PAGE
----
CNN Changes Democratic Debate Rules to Easily Include Joe Biden

While the Democrats running for their party's nomination for the 2016 presidential election are far fewer than those on the Republican side, the Cable News Network is doing its best to add another candidate to its two-hour prime-time debate: Vice President Joe Biden.

In fact, according to an article by Mark Preston -- executive editor for CNN Politics -- Biden will be invited to participate in the first Democratic presidential primary debate at 9 p.m. on October 13 in Las Vegas, Nevada, if he declares his intention to seek his party's nomination as late as the day of the debate.

As of Sept. 28, four previous office-holders are seeking to move into the White House: Rhode Island governor Lincoln Chafee; U.S. secretary of state Hillary Clinton; Maryland governor Martin O'Malley; and U.S. senator Jim Webb from Virginia.

While Clinton was originally considered the runaway favorite for her party's nomination, her most serious challenger is the only person still in public office: Bernie Sanders, a U.S. senator from Vermont and a self-declared socialist.

According to the announcement of the debate criteria released on Monday morning, each candidate must receive an average of at least 1 percent in a number of national polls recognized by CNN between Aug. 1 and Oct. 10.

Preston then asserted:

Biden, who has publicly struggled with deciding whether to join the primary, has met the minimum polling threshold for entry into the debate.

He would only need to file the necessary paperwork with the Federal Election Commission or declare his intention to do so to appear on stage at the Wynn [hotel and casino], according to the criteria.

The rules change "creates a dramatic scenario for CNN,” Hadas Gold of the Politico website stated, “allowing it to build significant anticipation around its second prime-time debate after the network scored internal record ratings but mixed reviews for its GOP debate earlier this month.”

Gold continued:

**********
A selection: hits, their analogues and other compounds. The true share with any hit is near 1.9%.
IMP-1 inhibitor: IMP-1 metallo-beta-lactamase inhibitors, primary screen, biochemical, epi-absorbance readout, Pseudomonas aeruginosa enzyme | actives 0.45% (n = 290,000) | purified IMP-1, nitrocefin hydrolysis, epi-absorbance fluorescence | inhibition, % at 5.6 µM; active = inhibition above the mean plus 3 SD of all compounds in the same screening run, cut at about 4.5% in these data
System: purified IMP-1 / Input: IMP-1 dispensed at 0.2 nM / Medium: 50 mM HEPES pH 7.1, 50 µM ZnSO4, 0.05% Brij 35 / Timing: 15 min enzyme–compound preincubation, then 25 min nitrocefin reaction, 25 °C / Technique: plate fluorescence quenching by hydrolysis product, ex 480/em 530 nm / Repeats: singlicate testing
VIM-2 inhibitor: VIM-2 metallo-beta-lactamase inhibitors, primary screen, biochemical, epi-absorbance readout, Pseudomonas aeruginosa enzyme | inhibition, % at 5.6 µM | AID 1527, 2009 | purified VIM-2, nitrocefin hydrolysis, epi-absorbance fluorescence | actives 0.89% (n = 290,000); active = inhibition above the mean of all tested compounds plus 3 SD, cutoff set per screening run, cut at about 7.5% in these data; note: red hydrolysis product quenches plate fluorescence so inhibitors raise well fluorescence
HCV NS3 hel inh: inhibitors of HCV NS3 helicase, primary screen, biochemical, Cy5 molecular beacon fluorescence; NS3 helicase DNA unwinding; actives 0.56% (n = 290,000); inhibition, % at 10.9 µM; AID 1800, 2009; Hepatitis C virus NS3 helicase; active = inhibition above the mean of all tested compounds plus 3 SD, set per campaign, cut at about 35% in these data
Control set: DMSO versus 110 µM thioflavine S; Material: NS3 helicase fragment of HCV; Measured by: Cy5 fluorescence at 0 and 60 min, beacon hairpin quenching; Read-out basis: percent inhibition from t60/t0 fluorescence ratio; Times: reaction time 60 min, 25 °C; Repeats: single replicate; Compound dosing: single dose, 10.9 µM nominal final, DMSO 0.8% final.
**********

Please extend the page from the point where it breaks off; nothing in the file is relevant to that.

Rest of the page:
Democrats faced the possibility that the debate could have turned into a Clinton versus Sanders face-off without wider debate criteria. Only Clinton, Sanders and Biden have been registering above 5 percent in the polls.

The dynamic between the criteria for the Democratic and GOP debates shows the vast differences between the two candidate lineups. The Republicans are grappling with a crowded ... field, leading to split debates and attempts to winnow the field through tougher debate criteria.

“It’s a little bit of an issue, a little bit of a conundrum, for very different reasons than the Republicans,” former DNC communications director Mo Elleithee said before the criteria were released. “The reality here is: What Kind of criteria do you set that actually gets all the credible candidates on stage in a field right now, where a lot of them just aren’t registering in polls?"

Meanwhile, Matt Wilstein of the Mediaite.com website posted an article entitled: “CNN Really Wants Joe Biden to Join Its First Democratic Debate.”

“Vice President Joe Biden has made no new indications that he intends to enter the 2016 presidential race,” even though “he currently receives a 20 percent rating in the average” on the Real Clear Politics website -- higher than O'Malley, Chafee or Webb.

Nevertheless, that survey puts Clinton solidly in the lead with 40.8 percent and Sanders in second place at 27.6 percent.

As long as Biden files his FEC paperwork before the start of the debate, “CNN will welcome him onto the stage at the Wynn Hotel with open arms,” Wilstein stated, “eager for the increased interest he would no doubt bring to a debate that is missing a Donald Trump-sized figure who can draw record ratings.”

However, that's not the only change CNN made on Monday regarding next month's event, which is sanctioned by the Democratic National Committee and will also be aired on CNN en Español and CNN International.

The debate will be streamed on CNNgo and the Facebook website. Westwood One will serve as the exclusive radio broadcaster.

Network executives are keeping the primary anchor of the weeknight news show Anderson Cooper 360° as the debate moderator, even though Dana Bash, chief political correspondent, and CNN en Espanol anchor Juan Carlos Lopez will ask additional questions.

In addition, Don Lemon -- the openly gay black anchor of the CNN Tonight program -- will relay questions to the candidates submitted through Facebook during the debate.

Of course, the main question regarding the event will be whether the moderators will ask questions of substance instead of trying to pit one candidate against another as Chris Cuomo did in CNN's Republican debate.

2016 Presidential CNN Anderson Cooper Dana Bash Don Lemon Chris Cuomo Lincoln Chafee Hillary Clinton Martin O'Malley Bernie Sanders

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